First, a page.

A new federal health research agency will set up shop in Cambridge with plans to spend billions of dollars to accelerate breakthroughs to vanquish tough-to cure diseases such as cancers and Alzheimer’s.
The Advanced Research Projects Agency for Health, or ARPA-H, said Tuesday that Cambridge will host the agency’s “investor catalyst” hub, which will work with researchers, entrepreneurs, and financiers to speed the transition of basic research into new technologies and medicines. The announcement follows an intense lobbying effort by Governor Maura Healey’s administration and the state’s congressional delegation, as well as local business and academic leaders.
ARPA-H, proposed by the Biden administration to tackle intractable illnesses, will remain headquartered in the Washington, D.C., area, where its parent agency, the Department of Health and Human Services, is located. As part of a “hub-and-spoke” structure, a third hub, in Dallas, will focus on patients’ customer experience.
ARPA-H officials didn’t specify the agency’s funding, but stressed the new program will be a “50-state” effort to jump-start early-stage and applied research programs.
“We want to expand what’s possible,” said ARPA-H director Renee Wegrzyn, who previously worked as a vice president of business development at Boston-based Ginkgo Bioworks.
The new agency is modeled after the Defense Advanced Research Projects Agency, known as DARPA, the renowned research arm of the Defense Department, where Wegrzyn once worked as a biosecurity program manager. Among other technological advances, DARPA is known for developing the conceptual basis for a communications network that was a precursor to the Internet.
Plans for ARPA-H originally called for one central hub. But that changed after Congress directed ARPA-H, which has a budget of $2.5 billion through fiscal year 2025, to be split up geographically.
The Massachusetts lobbying efforts date back to May 2022, when UMass President Marty Meehan and US Representative Richard Neal convened a group of political, business, and academic leaders at the UMass Club in Boston to pursue ARPA-H. Governor Maura Healey set her administration’s sights on the investor catalyst hub shortly after she took office in January.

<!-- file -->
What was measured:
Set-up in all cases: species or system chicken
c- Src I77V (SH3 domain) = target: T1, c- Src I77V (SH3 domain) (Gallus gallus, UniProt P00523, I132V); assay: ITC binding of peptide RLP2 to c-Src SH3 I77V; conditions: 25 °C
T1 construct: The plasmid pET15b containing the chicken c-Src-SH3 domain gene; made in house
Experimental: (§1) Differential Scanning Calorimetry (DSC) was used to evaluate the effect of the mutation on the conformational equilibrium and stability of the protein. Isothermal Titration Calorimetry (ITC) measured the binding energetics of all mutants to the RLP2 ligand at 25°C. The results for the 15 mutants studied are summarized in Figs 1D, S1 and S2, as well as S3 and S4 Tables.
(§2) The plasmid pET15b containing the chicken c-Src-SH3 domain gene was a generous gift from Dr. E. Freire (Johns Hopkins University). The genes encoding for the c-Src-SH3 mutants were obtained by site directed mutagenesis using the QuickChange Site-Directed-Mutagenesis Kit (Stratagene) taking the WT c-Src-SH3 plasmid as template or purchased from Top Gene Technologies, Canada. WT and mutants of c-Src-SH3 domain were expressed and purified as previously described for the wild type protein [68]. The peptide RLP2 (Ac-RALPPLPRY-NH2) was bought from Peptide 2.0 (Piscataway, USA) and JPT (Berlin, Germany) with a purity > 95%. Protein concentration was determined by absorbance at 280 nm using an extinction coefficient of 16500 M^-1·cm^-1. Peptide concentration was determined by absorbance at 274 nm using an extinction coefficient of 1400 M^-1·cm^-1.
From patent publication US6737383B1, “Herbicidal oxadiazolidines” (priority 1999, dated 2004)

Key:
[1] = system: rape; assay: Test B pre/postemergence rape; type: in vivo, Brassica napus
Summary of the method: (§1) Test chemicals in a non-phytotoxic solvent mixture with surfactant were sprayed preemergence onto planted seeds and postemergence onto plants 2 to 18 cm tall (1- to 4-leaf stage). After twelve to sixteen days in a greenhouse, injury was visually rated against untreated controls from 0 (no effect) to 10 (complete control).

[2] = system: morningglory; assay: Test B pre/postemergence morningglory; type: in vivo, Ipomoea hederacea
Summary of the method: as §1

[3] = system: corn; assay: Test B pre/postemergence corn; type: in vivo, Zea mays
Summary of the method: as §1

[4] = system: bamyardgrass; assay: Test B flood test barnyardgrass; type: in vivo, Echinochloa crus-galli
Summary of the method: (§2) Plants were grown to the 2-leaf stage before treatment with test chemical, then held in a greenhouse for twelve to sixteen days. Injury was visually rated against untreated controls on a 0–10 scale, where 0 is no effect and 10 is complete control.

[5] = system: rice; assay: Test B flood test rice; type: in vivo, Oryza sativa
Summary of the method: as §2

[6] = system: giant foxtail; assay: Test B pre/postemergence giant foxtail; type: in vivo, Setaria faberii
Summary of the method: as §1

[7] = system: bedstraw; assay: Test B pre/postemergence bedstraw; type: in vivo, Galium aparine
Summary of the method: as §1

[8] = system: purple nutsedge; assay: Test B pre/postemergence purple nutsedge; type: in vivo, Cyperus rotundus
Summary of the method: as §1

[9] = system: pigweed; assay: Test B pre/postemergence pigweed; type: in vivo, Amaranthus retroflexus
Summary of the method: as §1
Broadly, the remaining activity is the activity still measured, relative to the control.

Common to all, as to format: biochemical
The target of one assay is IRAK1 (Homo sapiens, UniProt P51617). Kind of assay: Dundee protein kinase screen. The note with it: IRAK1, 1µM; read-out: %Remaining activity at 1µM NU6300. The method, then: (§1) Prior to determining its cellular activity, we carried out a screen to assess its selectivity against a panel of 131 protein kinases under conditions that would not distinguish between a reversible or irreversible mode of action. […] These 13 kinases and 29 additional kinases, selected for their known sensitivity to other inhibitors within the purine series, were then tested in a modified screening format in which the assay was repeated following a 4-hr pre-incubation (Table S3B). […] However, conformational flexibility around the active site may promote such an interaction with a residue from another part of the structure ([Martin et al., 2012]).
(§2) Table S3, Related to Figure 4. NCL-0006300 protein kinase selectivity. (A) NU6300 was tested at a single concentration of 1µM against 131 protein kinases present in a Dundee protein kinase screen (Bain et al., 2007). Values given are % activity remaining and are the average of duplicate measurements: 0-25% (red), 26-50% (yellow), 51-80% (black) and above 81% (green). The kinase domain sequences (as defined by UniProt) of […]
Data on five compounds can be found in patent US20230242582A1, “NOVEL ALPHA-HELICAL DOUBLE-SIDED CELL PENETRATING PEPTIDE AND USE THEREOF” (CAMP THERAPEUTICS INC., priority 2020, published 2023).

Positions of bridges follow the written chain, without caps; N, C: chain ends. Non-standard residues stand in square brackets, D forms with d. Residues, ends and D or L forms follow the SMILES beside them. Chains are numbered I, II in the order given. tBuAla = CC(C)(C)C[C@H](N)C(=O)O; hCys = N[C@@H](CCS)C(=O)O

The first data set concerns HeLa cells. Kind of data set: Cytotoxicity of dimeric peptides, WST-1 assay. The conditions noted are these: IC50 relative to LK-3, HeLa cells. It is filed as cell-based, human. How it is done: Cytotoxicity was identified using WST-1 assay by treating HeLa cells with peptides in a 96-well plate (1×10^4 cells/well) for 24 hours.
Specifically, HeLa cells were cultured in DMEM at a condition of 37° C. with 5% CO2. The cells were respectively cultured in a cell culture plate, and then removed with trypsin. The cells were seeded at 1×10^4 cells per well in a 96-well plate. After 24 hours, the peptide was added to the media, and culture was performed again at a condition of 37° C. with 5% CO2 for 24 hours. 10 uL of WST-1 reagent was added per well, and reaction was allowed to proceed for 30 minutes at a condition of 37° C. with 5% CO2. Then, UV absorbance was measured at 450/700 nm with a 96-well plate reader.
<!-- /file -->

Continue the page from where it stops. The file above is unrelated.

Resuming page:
“It shows the federal government sees Massachusetts as the model for health care and life sciences,” Healey said in an interview. “We’ve always been ahead of the curve on life sciences and health care and innovative technologies. Right now is a time for us to really drive important breakthroughs.”
A number of civic leaders — including Healey, state Economic Development Secretary Yvonne Hao, and state Health and Human Services Secretary Kate Walsh — convened in late May in Cambridge to make their pitch during an ARPA-H site visit. Executives at Mass General Brigham, including chief innovation officer Chris Coburn and chief information officer Adam Landman, helped design the state’s pitch, and brought in federal contractors Battelle and Bedford-based MITRE Corp. to help. The final proposal was submitted in July.
“We worked really hard to demonstrate the power of ‘Team Massachusetts,’” said Hao, using a favorite catchphrase of Healey’s. “We really tried to show that we have world leaders in every part of health care, world-leading hospitals, venture firms, community health care organizations.”
ARPA-H is leasing space in the CIC building at One Broadway, in the heart of Kendall Square, Hao said.
The office will be home to program managers who identify and direct federal money to promising technologies. Proponents said its location in Cambridge should help ensure local researchers fare well in the upcoming competition for ARPA-H dollars.
Brian Johnson, head of the Massachusetts Medical Device Industry Council, said as many as 100 program managers could work out of the hub eventually.
“Anytime you can win a contract like this and have the federal government say, ‘We want to invest in your ecosystem because you guys are doing it right,’ it’s a massive boon for the region,” Johnson said. “What sets us apart is this story of being able to take new novel technologies across the chasm to a new standard of care.”
The news represented a victory for Neal and Meehan. Neal said he assertively lobbied Xavier Becerra, a former congressional colleague who is now President Biden’s Health and Human Services secretary. The win, Neal added, underscores the fact that Kendall Square is the world’s life science epicenter. And Meehan said he expects some of the research funds to flow to the UMass system, including its flagship campus in Amherst and its medical school in Worcester.
In addition to therapies and medical devices, ARPA-H will seek to develop new ways to diagnose disease and new approaches to medicine and public health to help patients, said Valerie Fleishman, chief innovation officer at the Massachusetts Health & Hospital Association.
Massachusetts, she said, “will be the nexus of the development of [those] health solutions.”
Kendalle Burlin O’Connell, chief executive of the Massachusetts Biotechnology Council, noted that cancer and dementia research and drug development — key goals of the new agency — are specialties of the state’s large cluster of hospitals, research labs, and biopharma startups.
“From day one, when he heard of ARPA-H, we knew that Massachusetts would be the best place for a hub,” she said. “This is a testament to the density and robustness of our [life sciences] ecosystem.”